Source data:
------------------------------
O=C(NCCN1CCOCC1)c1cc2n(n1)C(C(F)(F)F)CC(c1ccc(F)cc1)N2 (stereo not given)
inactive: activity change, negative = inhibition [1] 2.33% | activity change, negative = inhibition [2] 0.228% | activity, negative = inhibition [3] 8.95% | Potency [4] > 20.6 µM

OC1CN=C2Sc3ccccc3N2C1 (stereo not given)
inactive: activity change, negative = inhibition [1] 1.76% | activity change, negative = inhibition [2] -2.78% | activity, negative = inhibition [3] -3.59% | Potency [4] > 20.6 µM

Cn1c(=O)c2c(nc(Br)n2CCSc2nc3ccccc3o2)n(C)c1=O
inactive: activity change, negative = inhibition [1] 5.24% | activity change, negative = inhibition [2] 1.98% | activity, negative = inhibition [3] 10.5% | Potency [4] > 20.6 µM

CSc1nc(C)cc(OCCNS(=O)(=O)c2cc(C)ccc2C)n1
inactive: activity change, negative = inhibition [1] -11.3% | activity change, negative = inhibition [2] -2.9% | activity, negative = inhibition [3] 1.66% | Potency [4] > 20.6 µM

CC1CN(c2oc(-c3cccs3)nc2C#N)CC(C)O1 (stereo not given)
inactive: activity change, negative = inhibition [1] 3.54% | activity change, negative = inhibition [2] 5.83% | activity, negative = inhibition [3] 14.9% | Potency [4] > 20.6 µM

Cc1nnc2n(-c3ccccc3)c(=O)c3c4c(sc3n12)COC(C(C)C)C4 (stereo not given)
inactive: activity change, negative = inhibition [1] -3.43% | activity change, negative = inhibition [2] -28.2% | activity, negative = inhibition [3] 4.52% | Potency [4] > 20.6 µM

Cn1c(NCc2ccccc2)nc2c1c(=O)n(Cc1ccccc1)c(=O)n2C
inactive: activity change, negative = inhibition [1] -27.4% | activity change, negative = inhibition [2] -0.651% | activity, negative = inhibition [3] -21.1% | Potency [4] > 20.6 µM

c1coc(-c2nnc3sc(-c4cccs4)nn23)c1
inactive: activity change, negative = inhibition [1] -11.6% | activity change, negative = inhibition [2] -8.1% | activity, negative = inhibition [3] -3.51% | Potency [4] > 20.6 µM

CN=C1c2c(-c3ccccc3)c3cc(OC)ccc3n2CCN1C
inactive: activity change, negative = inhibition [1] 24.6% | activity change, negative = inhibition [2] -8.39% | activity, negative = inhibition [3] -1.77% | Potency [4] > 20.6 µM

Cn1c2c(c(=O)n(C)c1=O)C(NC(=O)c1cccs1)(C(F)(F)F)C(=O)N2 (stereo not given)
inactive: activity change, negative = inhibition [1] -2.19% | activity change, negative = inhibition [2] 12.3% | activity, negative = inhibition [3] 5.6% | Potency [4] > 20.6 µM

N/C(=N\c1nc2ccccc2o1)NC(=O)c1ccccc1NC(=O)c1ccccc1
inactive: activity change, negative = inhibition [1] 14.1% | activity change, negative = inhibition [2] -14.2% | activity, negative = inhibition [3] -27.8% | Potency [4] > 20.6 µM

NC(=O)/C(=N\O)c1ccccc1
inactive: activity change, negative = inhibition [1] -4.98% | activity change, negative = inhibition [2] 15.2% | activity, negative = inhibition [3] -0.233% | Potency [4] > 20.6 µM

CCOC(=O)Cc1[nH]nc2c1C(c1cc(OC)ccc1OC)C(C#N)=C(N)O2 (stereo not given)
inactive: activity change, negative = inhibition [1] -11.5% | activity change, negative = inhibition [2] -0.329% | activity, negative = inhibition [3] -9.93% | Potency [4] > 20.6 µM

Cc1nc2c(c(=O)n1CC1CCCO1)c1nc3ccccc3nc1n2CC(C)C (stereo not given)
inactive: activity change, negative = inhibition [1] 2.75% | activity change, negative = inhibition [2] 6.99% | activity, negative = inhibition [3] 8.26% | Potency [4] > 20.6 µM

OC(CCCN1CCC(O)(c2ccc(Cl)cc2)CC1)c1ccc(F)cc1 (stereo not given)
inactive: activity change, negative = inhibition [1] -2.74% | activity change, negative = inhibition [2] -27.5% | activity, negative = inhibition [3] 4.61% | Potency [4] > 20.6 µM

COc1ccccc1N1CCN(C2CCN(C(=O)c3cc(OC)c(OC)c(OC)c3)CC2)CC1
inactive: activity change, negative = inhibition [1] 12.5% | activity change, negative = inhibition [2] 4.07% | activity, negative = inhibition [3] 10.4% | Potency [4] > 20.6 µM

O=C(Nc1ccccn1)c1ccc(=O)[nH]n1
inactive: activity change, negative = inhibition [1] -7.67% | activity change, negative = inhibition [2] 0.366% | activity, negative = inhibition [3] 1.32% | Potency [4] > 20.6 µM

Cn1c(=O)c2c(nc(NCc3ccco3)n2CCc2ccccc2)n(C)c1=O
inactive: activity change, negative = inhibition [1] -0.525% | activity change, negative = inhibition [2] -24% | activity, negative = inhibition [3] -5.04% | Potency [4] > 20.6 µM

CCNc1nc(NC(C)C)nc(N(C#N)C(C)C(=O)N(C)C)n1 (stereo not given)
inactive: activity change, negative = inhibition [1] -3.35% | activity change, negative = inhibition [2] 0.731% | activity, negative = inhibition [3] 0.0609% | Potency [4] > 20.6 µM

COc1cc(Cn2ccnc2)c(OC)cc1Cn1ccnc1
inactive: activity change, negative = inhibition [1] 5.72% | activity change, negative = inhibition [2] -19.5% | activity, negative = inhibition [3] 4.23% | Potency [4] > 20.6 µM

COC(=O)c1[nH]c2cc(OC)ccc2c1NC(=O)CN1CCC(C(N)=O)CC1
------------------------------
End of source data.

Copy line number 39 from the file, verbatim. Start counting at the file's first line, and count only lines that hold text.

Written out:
COc1cc(Cn2ccnc2)c(OC)cc1Cn1ccnc1